|Operating system||CNK operating system|
Red Hat Enterprise Linux
|Space||3,000 square feet (280 m2)|
|Cost||US$250 million (undisclosed by IBM); equivalent to $325 million in 2022|
|Purpose||Nuclear weapons, astronomy, energy, human genome, and climate change|
IBM Sequoia was a petascale Blue Gene/Q supercomputer constructed by IBM for the National Nuclear Security Administration as part of the Advanced Simulation and Computing Program (ASC). It was delivered to the Lawrence Livermore National Laboratory (LLNL) in 2011 and was fully deployed in June 2012. Sequoia was dismantled in 2020, its last position on the top500.org list was #22 in the November 2019 list.
On June 14, 2012, the TOP500 Project Committee announced that Sequoia replaced the K computer as the world's fastest supercomputer, with a LINPACK performance of 17.17 petaflops, 63% faster than the K computer's 10.51 petaflops, having 123% more cores than the K computer's 705,024 cores. Sequoia is also more energy efficient, as it consumes 7.9 MW, 37% less than the K computer's 12.6 MW.
As of November 2017[update], Sequoia had dropped to sixth place on the TOP500 ranking, while it was at third position on June 17, 2013, behind Tianhe-2 and Titan. In June 2016, it slipped again, to fourth place on the TOP500 ranking. In June 2017, it slipped again, to fifth place on the TOP500 ranking.
Record-breaking science applications have been run on Sequoia, the first to cross 10 petaflops of sustained performance. The cosmology simulation framework HACC achieved almost 14 petaflops with a 3.6 trillion particle benchmark run, while the Cardioid code, which models the electrophysiology of the human heart, achieved nearly 12 petaflops with a near real-time simulation.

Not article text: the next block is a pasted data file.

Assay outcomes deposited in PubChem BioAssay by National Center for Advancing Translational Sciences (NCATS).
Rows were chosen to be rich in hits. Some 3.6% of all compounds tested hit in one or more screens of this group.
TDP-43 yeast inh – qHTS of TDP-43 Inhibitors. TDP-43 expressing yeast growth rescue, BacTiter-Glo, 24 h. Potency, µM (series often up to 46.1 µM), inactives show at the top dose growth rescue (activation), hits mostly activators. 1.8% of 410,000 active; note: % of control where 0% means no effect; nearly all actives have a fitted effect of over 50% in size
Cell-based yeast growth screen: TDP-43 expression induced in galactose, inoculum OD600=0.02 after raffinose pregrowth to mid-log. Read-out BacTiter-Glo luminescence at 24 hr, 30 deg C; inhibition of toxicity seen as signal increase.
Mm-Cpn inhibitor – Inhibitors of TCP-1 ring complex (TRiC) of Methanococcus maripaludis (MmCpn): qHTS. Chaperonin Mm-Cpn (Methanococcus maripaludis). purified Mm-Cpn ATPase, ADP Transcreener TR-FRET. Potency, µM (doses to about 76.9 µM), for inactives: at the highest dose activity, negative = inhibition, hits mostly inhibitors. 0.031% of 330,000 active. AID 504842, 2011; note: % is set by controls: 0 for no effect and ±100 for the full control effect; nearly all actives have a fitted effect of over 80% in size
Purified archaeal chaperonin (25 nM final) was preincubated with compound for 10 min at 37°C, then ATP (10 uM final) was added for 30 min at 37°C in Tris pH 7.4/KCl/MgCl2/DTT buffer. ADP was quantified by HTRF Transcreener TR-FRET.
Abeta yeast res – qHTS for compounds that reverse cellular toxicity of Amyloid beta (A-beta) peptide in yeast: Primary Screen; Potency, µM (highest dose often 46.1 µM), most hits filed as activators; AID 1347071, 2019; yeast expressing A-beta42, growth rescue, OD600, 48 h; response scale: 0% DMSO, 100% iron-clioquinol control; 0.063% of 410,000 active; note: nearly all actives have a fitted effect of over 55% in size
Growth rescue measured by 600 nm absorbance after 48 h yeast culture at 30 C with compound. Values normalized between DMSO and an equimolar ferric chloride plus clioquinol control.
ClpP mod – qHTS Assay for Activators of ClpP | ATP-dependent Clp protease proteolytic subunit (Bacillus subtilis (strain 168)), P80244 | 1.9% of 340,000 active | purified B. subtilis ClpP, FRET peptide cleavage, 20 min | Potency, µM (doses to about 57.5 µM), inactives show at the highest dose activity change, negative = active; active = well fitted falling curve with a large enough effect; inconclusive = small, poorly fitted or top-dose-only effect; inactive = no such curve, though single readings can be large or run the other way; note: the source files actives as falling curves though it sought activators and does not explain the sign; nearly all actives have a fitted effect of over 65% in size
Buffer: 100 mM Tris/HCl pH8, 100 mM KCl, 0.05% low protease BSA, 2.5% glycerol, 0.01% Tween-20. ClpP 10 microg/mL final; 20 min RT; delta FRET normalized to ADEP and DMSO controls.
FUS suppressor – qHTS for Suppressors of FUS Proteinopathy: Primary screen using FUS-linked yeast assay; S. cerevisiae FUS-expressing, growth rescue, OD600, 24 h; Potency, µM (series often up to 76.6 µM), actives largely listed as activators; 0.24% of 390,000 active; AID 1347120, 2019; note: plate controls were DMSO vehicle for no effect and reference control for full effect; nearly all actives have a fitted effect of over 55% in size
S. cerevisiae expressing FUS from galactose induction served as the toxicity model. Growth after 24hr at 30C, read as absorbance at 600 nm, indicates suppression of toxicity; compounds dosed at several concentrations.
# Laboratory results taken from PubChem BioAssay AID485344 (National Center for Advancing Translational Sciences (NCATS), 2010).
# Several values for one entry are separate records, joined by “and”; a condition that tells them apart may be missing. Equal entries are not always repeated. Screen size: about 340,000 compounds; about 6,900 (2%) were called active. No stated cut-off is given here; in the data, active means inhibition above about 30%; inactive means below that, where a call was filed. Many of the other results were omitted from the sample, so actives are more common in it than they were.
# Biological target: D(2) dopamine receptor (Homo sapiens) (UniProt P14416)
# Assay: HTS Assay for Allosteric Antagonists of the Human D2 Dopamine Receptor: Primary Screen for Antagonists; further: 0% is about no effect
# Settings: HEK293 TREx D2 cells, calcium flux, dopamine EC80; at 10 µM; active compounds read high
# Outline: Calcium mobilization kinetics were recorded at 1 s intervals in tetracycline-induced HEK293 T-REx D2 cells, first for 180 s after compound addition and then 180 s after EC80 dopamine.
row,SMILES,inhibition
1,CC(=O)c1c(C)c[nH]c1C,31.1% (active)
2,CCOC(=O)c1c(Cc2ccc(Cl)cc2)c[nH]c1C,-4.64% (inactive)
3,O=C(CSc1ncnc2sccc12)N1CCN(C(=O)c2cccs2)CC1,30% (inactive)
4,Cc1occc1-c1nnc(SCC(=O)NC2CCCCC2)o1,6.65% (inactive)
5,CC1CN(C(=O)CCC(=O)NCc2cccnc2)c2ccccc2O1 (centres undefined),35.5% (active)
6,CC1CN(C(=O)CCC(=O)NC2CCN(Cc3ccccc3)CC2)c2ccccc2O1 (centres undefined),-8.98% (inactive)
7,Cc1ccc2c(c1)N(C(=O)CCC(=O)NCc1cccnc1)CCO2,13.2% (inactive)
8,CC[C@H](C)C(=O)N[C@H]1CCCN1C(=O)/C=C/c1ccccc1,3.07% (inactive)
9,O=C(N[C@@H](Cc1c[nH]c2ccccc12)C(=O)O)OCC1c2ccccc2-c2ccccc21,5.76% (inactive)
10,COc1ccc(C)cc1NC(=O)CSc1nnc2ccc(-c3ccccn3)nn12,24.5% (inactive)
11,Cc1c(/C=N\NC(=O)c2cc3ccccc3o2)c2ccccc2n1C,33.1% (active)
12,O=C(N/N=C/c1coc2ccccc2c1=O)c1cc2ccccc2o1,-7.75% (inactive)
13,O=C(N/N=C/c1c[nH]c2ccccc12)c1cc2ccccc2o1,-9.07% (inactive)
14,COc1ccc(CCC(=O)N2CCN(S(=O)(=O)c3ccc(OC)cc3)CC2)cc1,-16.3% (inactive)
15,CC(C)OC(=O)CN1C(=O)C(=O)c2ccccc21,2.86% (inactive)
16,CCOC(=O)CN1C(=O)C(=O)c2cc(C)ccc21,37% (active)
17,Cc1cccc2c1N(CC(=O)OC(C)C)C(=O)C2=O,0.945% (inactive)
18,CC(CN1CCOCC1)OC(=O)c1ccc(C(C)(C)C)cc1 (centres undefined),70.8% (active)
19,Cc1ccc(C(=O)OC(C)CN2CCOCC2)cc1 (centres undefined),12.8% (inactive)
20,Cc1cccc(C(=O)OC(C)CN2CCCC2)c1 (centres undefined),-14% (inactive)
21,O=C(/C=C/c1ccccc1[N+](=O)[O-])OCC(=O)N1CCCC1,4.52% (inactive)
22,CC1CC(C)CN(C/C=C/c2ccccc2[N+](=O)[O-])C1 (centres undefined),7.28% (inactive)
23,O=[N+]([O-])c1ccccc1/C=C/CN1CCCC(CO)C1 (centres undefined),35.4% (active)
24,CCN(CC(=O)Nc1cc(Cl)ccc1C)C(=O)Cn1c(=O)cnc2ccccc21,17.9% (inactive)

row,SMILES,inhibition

IBM built a prototype, called "Dawn", capable of 500 teraflops, using the Blue Gene/P design, to evaluate the Sequoia design. This system was delivered in April 2009 and entered the Top500 list at 9th place in June 2009.
Sequoia was used primarily for nuclear weapons simulation, replacing the current Blue Gene/L and ASC Purple supercomputers at Lawrence Livermore National Laboratory. Sequoia was also available for scientific purposes such as astronomy, energy, lattice QCD, study of the human genome, and climate change.
Sequoia was a Blue Gene/Q design, based on previous Blue Gene designs. It consisted of 96 racks containing 98,304 compute nodes, i.e., 1024 per rack. The compute nodes were 16-core A2 processor chips with 16 GB of DDR3 memory each. Thus, the system contained a total of 96·1024·16 = 1,572,864 processor cores with 1.5 PiB memory. It covered an area of about 3,000 square feet (280 m2). The compute nodes were interconnected in a 5-dimensional torus topology.
The complete system drew about 7.8 MW of power, but had a unprecedented energy efficiency, performing 2068 Mflops/watt, about 6 times as efficient as Dawn, and more than 2.5 times as efficient as the June 2011 Top 500 leader.
In January 2013, Sequoia set the record for the first supercomputer using more than one million computing cores at a time for a single application. The Stanford Engineering's Center for Turbulence Research (CTR) used it to solve a complex fluid dynamics problem – the prediction of noise generated by a supersonic jet engine.
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